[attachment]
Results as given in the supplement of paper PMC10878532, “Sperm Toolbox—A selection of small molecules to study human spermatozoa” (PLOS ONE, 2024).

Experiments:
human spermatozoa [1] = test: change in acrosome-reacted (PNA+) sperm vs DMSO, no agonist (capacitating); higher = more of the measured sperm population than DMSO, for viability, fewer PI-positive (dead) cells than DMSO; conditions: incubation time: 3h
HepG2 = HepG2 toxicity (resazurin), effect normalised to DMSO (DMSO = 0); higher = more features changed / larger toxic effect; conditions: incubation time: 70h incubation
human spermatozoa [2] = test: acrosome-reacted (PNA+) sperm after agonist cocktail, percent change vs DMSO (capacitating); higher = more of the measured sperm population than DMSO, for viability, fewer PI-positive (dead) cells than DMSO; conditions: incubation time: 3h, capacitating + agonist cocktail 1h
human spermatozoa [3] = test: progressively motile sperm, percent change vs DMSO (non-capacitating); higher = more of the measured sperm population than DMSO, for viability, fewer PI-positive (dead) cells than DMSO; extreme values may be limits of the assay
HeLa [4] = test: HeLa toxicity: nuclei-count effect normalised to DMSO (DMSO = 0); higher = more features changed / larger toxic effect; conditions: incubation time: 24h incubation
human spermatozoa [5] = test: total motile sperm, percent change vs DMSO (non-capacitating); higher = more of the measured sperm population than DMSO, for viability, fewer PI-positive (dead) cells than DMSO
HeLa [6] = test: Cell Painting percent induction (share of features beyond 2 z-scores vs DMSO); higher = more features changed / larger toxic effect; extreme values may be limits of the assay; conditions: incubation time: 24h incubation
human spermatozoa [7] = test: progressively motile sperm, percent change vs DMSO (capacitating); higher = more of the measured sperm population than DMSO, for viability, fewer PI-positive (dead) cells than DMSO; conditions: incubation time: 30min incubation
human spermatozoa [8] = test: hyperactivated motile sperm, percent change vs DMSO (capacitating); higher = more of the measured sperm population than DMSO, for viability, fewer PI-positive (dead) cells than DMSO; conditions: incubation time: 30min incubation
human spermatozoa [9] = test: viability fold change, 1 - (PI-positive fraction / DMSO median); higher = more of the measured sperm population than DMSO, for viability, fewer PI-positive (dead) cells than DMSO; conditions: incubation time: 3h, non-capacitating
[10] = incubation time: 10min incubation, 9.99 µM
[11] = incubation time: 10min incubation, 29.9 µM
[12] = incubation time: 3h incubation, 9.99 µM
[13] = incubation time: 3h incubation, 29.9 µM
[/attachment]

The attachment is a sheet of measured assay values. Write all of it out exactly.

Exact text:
Results as given in the supplement of paper PMC10878532, “Sperm Toolbox—A selection of small molecules to study human spermatozoa” (PLOS ONE, 2024).

Experiments:
human spermatozoa [1] = test: change in acrosome-reacted (PNA+) sperm vs DMSO, no agonist (capacitating); higher = more of the measured sperm population than DMSO, for viability, fewer PI-positive (dead) cells than DMSO; conditions: incubation time: 3h
HepG2 = HepG2 toxicity (resazurin), effect normalised to DMSO (DMSO = 0); higher = more features changed / larger toxic effect; conditions: incubation time: 70h incubation
human spermatozoa [2] = test: acrosome-reacted (PNA+) sperm after agonist cocktail, percent change vs DMSO (capacitating); higher = more of the measured sperm population than DMSO, for viability, fewer PI-positive (dead) cells than DMSO; conditions: incubation time: 3h, capacitating + agonist cocktail 1h
human spermatozoa [3] = test: progressively motile sperm, percent change vs DMSO (non-capacitating); higher = more of the measured sperm population than DMSO, for viability, fewer PI-positive (dead) cells than DMSO; extreme values may be limits of the assay
HeLa [4] = test: HeLa toxicity: nuclei-count effect normalised to DMSO (DMSO = 0); higher = more features changed / larger toxic effect; conditions: incubation time: 24h incubation
human spermatozoa [5] = test: total motile sperm, percent change vs DMSO (non-capacitating); higher = more of the measured sperm population than DMSO, for viability, fewer PI-positive (dead) cells than DMSO
HeLa [6] = test: Cell Painting percent induction (share of features beyond 2 z-scores vs DMSO); higher = more features changed / larger toxic effect; extreme values may be limits of the assay; conditions: incubation time: 24h incubation
human spermatozoa [7] = test: progressively motile sperm, percent change vs DMSO (capacitating); higher = more of the measured sperm population than DMSO, for viability, fewer PI-positive (dead) cells than DMSO; conditions: incubation time: 30min incubation
human spermatozoa [8] = test: hyperactivated motile sperm, percent change vs DMSO (capacitating); higher = more of the measured sperm population than DMSO, for viability, fewer PI-positive (dead) cells than DMSO; conditions: incubation time: 30min incubation
human spermatozoa [9] = test: viability fold change, 1 - (PI-positive fraction / DMSO median); higher = more of the measured sperm population than DMSO, for viability, fewer PI-positive (dead) cells than DMSO; conditions: incubation time: 3h, non-capacitating
[10] = incubation time: 10min incubation, 9.99 µM
[11] = incubation time: 10min incubation, 29.9 µM
[12] = incubation time: 3h incubation, 9.99 µM
[13] = incubation time: 3h incubation, 29.9 µM